Home » Blog » Celebrity Actresses Anger Iran Hardliners With Hijab Defiance
Featured Global News National Security News Uncategorized

Celebrity Actresses Anger Iran Hardliners With Hijab Defiance

Three prominent actresses defiantly appeared ‘bare headed’ at the funeral of a colleague Friday despite authorities’ warnings of serious consequences for ‘hijabless’ women.

Katayoun Riahi, Golab Adineh, and Fatemeh Motamed-Aria attended the funeral of popular film director, Kiumars Pourahmad in Tehran, who tragically ended his own life earlier this week.

Angered by such open defiance, hardliners on social media are calling for their punishment to set an example for others while taking their cue from Supreme Leader Ali Khamenei’s speech earlier this week. Officials, lawmakers and regime clerics are vowing to re-impose the hijab rules that women have increasingly been defying in the past six months.

“Start from celebrities, not the hijabless girls on the street because these celebrities are their role models,” a hijab promoter said in a Twitter post with the ‘hijabless’ images of Riahi and Adineh at the funeral.

Riahi, 61, was the first among Iranian female artists to express her solidarity with the Mahsa Movement amidst the nationwide protests in September by sharing her photo without a veil on Instagram. “Iranian women are each other’s voices,” she said in her post.

A man wearing a shawl over his head at a protest rally outside the National Library

The award-winning actress fled in time to avoid being arrested by security forces who raided her house but was arrested in November after living in hiding for two months.

Riahi was subjected to huge phycological pressure during her trial in December to “apologize’ for her deed but had to be taken to hospital from the court after fainting and losing her consciousness in front of the cameras filming the proceedings, apparently for airing on the state television.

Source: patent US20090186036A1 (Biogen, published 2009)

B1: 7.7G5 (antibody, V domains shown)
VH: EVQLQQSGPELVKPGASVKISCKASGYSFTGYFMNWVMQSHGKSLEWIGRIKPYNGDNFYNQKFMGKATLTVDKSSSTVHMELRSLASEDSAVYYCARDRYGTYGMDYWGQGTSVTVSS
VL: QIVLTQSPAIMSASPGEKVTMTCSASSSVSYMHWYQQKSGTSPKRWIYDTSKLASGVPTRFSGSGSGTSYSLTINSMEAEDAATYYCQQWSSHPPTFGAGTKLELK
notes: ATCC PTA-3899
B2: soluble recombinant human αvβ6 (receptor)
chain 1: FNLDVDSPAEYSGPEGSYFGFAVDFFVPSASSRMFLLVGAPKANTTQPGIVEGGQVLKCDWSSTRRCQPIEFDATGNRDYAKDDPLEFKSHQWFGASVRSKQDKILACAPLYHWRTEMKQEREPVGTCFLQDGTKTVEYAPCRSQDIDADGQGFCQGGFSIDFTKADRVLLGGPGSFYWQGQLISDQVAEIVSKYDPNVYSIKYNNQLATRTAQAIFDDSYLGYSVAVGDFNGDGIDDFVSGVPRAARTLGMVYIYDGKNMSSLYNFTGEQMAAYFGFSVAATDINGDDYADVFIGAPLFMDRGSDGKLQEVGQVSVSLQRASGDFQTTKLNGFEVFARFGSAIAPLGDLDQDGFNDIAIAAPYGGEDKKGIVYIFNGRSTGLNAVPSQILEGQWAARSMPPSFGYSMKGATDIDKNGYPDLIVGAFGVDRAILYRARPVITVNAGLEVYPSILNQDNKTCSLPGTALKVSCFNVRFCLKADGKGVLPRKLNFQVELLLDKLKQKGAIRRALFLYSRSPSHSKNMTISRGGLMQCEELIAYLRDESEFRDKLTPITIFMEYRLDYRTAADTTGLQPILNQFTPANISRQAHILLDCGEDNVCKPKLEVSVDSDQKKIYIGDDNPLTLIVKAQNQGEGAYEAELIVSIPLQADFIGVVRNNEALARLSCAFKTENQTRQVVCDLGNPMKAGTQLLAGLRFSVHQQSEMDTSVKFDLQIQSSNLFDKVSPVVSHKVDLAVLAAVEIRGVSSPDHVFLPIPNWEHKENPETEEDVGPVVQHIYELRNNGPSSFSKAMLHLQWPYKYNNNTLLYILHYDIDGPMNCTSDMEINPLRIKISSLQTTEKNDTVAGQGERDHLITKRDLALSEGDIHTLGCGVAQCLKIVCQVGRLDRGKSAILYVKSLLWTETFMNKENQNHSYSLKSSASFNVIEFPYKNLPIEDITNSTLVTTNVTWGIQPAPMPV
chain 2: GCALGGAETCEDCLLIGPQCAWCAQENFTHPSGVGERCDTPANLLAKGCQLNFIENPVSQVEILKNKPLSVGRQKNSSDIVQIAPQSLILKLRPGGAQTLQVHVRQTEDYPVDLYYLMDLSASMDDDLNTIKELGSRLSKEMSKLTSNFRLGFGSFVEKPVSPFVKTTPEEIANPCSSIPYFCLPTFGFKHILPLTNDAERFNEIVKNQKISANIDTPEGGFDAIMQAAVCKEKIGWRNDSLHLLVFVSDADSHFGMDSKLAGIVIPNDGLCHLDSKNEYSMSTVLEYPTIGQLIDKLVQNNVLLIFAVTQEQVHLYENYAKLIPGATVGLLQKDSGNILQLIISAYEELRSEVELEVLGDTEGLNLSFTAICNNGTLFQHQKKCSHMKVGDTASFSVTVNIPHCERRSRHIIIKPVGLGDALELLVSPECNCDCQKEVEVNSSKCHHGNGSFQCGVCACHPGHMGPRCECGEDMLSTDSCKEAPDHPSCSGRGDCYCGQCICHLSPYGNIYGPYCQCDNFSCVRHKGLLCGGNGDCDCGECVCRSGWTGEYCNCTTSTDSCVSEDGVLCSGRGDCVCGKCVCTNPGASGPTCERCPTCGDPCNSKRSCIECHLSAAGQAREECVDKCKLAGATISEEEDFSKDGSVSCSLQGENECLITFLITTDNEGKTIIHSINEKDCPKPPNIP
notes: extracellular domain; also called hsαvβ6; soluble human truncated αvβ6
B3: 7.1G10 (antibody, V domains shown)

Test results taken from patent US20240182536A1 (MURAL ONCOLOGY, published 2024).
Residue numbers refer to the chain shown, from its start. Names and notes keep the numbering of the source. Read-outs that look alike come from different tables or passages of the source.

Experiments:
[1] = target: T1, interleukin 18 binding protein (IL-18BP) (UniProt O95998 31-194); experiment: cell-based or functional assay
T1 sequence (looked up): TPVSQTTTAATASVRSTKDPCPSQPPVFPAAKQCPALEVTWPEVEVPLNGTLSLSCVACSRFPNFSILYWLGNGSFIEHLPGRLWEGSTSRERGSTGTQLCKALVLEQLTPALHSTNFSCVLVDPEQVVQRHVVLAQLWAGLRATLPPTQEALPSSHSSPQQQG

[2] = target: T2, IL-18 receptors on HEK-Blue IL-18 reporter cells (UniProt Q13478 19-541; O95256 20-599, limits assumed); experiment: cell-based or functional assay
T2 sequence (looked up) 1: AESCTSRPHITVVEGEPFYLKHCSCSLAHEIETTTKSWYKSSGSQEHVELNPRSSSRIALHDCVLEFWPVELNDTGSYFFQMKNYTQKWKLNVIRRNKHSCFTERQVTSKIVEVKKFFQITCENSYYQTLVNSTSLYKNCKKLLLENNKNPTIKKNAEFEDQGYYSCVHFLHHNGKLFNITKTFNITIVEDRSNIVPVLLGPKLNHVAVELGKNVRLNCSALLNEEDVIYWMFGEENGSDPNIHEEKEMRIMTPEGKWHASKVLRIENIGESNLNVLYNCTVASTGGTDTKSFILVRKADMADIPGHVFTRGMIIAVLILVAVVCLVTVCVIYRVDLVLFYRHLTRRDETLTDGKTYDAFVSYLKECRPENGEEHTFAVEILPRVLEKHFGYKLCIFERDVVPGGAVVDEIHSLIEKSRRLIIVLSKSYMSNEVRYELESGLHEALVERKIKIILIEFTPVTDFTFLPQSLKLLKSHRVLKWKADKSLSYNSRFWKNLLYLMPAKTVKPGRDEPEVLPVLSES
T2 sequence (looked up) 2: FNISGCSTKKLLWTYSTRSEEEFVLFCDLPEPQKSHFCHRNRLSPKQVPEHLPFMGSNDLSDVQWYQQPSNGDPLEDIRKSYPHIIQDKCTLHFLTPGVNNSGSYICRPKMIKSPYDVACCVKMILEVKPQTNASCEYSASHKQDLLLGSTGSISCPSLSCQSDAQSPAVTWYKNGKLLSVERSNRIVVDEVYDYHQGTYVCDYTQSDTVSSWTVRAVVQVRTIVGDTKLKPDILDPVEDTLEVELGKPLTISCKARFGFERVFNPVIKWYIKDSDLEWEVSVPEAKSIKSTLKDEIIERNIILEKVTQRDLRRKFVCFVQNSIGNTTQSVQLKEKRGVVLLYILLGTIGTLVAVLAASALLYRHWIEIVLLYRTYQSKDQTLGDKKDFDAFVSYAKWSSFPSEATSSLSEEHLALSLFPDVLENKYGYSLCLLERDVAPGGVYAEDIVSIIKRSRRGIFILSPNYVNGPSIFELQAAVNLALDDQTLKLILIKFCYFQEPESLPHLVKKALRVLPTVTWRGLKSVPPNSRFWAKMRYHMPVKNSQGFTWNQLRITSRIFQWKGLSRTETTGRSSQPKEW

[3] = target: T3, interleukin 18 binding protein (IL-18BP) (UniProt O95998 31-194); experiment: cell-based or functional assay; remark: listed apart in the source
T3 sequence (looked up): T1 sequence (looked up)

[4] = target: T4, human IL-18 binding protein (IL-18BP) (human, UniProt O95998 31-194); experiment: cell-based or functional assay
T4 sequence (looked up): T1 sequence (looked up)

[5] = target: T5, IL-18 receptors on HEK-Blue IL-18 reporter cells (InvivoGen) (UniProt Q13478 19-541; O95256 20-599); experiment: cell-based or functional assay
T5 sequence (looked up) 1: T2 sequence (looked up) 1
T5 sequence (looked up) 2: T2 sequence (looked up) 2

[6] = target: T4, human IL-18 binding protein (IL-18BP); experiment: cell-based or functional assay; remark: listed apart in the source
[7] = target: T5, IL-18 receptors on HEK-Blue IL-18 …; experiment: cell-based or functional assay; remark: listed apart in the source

Kazem Sadighi, head of the regime’s chastity outfit, the headquarters for Promoting Virtue and Preventing Vice, said Saturday that the “hijab criteria” drawn up by his organization has been sent to the president, parliament and the judiciary and that it will be communicated to government offices to enforce after being finalized.

Katayoun Riahi telling Iran International TV in November that she had never believed in hijab to “remove” it now.

In their sermons this Friday, the ultra-hardliner Friday imam of the religious city of Mashhad, Ahmad Alamolholda, threatened again that “people” may take the matter into their own hands against women who defy the hijab if authorities did not “have plans” to deal with “hijablessness”.

Katayoun Riahi telling Iran International TV in November that she had never believed in hijab to “remove” it now.

Khamenei and other officials including Chief Justice Gholam-Hossein Mohseni Ejei have repeatedly accused those opposed to compulsory hijab of working for “enemy” intelligence services.

At a meeting with state officials Tuesday, Khamenei claimed that foreign intelligence services were encouraging Iranian women to disobey mandatory hijab. He also claimed that “the enemy” is working according to “a plan and plot” and urged authorities to have their own plan for dealing with the issue of hijablessness.

While claiming that most Iranians agree with enforcing compulsory hijab, Ejei’s deputy, Mohammad Mosaddegh, repeated Khamenei’s accusations Thursday and said the judiciary will “take serious action” against “hostile” individuals who are “cooperating with foreign intelligence services to promote hijablessness”.

The police in several cities including Tehran have been summoning women whose ‘hijabless’ images were picked up by CCTV cameras. The police have also asked citizens to report the plate numbers of cars in which passengers are ‘hijabless’ and threatened to punish them “in accordance with the law”.

The measure has backfired and caused chaos in the system as many citizens have reported the plate numbers of cars whose passengers wore hijab, particularly the long black veil known as chador that the regime has always promoted as the measure of excellence in hijab abidance.

On Friday a small group of male and female members of the National Library protested outside the library against the decision to cancel the membership of ‘hijabless’ women.

Men who had participated in the rally wore headscarves in protest to compulsory hijab and after chanting “Woman, Life, Freedom” women threw their headcovers into a fountain.

Source: Iran International